McNeil said Powers’ venture is an example of the economic spinoff being generated by the province’s craft brewery boom, from CO2 suppliers to jobs in small-town taprooms.
“One of the big advantages we have in Alberta is we’re tied to a world-class agricultural industry. We have world-class barley available to us,” he said.
“(Craft brewers are) sourcing local ingredients that they’re brewing into natural products that they’re serving to Albertans here. We are doing the processing here in the province, instead of shipping it somewhere else.”
Hops is only one product that has caught Powers’ eye.
She sees potential in using her expertise with supercriticals to make cannabis extract, though her understanding of the regulations is that she’d have to purchase another machine for use exclusively with cannabis.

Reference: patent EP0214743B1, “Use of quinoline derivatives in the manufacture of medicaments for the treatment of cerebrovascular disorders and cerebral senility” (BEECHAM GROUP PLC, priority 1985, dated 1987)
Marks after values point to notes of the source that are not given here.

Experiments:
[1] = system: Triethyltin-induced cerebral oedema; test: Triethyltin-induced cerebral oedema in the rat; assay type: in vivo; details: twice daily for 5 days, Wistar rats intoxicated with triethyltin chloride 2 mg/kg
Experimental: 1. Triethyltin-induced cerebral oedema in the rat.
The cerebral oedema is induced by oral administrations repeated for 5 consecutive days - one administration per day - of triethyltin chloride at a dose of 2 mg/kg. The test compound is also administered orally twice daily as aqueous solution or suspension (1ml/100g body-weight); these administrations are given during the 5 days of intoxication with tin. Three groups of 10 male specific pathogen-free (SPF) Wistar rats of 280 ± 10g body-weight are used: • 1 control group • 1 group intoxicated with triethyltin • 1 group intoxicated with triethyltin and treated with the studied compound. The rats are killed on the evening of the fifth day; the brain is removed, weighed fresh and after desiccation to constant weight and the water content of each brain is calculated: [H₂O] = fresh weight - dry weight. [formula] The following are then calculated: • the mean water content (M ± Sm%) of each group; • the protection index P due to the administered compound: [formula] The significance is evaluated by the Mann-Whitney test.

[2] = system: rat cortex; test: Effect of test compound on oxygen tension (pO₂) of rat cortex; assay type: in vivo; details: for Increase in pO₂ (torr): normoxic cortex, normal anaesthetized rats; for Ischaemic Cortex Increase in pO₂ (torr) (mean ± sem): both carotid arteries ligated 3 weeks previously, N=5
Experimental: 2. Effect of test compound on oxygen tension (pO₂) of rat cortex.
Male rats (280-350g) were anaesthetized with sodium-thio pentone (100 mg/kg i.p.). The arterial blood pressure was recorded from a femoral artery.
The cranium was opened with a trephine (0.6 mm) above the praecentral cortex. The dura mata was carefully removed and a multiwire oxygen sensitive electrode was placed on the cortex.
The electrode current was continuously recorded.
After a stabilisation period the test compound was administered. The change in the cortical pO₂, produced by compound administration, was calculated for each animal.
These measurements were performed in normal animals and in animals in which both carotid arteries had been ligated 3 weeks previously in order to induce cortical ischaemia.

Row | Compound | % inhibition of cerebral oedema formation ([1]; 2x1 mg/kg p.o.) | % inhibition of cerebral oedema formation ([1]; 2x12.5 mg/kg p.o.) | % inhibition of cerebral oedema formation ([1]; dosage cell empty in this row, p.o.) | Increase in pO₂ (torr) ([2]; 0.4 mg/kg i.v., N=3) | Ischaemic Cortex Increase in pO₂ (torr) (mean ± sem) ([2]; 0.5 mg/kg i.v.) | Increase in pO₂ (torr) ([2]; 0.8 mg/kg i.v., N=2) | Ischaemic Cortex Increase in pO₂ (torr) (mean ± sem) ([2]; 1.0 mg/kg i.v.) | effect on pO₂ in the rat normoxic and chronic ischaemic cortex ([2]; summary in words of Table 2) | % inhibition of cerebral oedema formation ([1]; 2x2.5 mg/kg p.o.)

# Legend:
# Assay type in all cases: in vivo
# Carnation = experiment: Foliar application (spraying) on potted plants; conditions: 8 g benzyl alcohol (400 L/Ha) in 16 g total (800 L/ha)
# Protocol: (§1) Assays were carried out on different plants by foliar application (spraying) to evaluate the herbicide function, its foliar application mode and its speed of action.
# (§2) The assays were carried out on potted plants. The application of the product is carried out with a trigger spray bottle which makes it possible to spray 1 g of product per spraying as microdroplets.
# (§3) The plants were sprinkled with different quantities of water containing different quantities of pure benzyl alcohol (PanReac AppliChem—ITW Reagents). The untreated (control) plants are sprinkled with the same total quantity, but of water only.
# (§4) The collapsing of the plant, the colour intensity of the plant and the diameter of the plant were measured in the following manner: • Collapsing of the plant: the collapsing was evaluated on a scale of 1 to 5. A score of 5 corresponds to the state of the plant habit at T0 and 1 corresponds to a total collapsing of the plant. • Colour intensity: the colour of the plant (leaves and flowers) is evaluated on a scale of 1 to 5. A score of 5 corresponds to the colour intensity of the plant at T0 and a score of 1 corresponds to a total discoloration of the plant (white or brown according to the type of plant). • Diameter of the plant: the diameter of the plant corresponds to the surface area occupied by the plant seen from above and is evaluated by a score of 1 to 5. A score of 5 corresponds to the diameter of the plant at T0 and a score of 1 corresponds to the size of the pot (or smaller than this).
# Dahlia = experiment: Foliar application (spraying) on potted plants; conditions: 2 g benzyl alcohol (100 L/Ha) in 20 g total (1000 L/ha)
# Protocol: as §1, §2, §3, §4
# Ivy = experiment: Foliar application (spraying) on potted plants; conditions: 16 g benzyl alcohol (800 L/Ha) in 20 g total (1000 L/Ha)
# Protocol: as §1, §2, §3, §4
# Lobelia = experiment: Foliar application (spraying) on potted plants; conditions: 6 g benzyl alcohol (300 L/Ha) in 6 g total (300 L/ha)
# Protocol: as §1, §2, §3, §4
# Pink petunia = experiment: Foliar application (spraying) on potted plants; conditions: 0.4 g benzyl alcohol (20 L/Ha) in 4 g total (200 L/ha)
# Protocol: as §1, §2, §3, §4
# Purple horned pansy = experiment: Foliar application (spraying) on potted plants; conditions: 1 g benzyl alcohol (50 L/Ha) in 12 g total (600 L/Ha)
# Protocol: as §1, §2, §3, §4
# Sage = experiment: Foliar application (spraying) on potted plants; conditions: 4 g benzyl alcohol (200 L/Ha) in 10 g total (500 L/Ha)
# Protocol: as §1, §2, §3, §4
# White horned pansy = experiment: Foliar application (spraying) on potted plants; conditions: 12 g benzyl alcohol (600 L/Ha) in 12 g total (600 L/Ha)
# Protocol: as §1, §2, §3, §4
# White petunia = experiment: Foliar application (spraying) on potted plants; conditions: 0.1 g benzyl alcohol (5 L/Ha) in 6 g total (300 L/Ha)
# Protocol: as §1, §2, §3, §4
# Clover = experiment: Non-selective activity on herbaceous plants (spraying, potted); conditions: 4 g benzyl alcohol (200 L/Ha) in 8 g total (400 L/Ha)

So, she hasn’t made cannabis extract yet, but has had people come to check out her machine for that purpose, leading to her becoming an authorized agent and a consultant for the Chinese-made Careddi supercritical machine technology. She’s made one sale in Colombia so far.
“I know it works, and I know it works well.”
Powers would also like to purchase a larger machine, with a capacity of 25 or even 50 litres.
Beyond cannabis and hops, there are myriad other plants with big potential for made-in-Alberta, value-added products, says Powers – crops such as sea buckthorn and rhodiola rosea, both of which grow in Alberta and are used in natural health products.
“There are a lot of flexible applications of the technology.”
Eliza Barlow is a freelance writer who works for many publications, including Taproot Edmonton, Avenue Edmonton, EnergyExchange, Journal of Commerce, techlife, BioZine and New Trail.
Posted July 4, 2019